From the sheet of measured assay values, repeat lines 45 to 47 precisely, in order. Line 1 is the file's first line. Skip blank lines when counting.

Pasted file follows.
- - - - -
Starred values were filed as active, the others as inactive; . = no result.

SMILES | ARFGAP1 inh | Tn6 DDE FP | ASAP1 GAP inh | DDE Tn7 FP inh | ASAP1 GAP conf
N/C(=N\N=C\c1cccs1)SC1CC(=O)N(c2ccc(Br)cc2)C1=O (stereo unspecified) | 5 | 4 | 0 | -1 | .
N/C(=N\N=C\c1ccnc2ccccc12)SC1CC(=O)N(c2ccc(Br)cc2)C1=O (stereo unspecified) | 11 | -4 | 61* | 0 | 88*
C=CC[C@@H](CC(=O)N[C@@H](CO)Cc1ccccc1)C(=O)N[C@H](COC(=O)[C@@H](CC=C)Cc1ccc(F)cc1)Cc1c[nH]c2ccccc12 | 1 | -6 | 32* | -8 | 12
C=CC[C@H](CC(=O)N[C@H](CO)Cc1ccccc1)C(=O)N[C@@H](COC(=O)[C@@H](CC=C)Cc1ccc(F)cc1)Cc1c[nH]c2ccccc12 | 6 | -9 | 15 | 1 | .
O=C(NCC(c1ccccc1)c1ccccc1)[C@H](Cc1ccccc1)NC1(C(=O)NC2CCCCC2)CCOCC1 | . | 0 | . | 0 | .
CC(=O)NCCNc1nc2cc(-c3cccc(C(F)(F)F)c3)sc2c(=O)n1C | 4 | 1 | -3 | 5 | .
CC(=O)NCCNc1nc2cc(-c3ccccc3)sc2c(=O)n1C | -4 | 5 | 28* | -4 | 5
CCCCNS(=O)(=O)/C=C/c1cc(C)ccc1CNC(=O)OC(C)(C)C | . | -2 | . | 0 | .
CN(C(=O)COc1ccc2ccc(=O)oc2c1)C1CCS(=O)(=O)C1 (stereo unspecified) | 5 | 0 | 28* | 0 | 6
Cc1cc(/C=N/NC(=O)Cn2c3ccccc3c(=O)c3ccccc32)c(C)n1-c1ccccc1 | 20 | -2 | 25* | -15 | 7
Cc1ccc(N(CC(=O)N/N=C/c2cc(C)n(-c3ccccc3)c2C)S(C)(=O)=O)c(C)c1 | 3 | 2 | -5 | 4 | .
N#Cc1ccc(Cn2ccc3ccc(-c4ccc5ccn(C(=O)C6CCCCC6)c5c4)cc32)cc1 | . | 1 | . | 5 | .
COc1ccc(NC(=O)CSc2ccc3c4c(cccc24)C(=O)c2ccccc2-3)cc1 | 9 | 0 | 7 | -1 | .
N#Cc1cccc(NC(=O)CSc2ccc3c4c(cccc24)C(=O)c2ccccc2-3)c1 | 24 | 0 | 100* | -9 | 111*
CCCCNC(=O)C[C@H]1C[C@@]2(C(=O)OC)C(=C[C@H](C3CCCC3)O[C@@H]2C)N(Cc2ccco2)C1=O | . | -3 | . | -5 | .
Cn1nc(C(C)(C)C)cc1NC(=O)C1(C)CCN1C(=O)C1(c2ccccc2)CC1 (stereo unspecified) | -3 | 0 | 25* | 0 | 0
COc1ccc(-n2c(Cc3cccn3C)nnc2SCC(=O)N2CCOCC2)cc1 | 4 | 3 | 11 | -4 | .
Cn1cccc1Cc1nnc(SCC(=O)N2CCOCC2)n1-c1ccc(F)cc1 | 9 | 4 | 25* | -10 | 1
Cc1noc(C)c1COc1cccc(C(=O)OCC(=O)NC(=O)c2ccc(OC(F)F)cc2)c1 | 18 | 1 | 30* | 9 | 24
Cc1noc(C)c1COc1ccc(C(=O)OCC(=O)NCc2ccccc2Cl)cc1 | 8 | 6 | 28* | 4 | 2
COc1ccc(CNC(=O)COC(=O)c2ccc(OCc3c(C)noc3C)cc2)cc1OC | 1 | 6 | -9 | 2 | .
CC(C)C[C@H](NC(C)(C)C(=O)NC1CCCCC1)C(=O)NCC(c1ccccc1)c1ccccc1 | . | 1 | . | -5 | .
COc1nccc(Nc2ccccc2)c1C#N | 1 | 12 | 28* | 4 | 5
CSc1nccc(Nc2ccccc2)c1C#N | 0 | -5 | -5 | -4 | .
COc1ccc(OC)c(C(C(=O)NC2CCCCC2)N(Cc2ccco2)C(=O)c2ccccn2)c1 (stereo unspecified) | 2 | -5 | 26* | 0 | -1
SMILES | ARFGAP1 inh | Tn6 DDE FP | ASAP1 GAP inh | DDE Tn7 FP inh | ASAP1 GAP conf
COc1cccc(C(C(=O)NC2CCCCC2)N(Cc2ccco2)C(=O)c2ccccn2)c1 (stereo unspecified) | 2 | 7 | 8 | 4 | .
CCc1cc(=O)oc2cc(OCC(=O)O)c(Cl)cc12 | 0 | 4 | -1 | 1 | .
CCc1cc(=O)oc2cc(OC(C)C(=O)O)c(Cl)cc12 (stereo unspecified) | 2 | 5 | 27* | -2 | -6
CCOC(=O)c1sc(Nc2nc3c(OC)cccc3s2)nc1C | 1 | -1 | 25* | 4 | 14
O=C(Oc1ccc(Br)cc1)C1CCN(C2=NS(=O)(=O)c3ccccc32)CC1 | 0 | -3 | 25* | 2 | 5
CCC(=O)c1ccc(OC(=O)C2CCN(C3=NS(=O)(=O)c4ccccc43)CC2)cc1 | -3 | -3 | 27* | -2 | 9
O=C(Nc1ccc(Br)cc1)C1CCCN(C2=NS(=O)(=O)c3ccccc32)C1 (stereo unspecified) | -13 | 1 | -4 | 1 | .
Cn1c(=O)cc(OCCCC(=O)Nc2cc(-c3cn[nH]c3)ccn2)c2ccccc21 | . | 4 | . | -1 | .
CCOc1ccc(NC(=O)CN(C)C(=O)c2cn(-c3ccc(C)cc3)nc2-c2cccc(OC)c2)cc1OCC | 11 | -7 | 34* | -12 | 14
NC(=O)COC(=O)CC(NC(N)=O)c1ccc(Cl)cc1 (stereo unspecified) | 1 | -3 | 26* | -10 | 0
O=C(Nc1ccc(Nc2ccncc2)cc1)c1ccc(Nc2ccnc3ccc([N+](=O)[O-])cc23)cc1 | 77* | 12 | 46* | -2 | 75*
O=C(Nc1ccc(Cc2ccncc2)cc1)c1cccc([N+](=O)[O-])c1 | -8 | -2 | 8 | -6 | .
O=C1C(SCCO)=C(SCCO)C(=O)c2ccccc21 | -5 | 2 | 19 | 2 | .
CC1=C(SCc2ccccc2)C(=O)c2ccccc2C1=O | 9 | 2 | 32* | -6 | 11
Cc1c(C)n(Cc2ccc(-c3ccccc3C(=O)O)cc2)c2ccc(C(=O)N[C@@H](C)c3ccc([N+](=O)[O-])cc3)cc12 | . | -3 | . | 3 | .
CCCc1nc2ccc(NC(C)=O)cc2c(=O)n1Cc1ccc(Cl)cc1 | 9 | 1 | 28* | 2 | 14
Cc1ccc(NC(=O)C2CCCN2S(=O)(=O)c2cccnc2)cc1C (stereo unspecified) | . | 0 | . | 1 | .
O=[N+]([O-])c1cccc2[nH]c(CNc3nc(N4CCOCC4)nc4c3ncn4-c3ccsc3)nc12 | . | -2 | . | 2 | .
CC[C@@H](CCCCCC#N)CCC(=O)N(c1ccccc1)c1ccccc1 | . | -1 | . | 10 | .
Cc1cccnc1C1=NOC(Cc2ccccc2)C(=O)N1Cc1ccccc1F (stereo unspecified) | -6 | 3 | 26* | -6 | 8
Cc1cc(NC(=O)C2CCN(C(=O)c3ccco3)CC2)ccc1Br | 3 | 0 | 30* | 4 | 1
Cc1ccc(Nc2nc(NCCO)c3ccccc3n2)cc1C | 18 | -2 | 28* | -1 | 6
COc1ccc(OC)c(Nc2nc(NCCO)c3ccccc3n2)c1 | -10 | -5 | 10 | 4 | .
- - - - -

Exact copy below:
Cc1ccc(NC(=O)C2CCCN2S(=O)(=O)c2cccnc2)cc1C (stereo unspecified) | . | 0 | . | 1 | .
O=[N+]([O-])c1cccc2[nH]c(CNc3nc(N4CCOCC4)nc4c3ncn4-c3ccsc3)nc12 | . | -2 | . | 2 | .
CC[C@@H](CCCCCC#N)CCC(=O)N(c1ccccc1)c1ccccc1 | . | -1 | . | 10 | .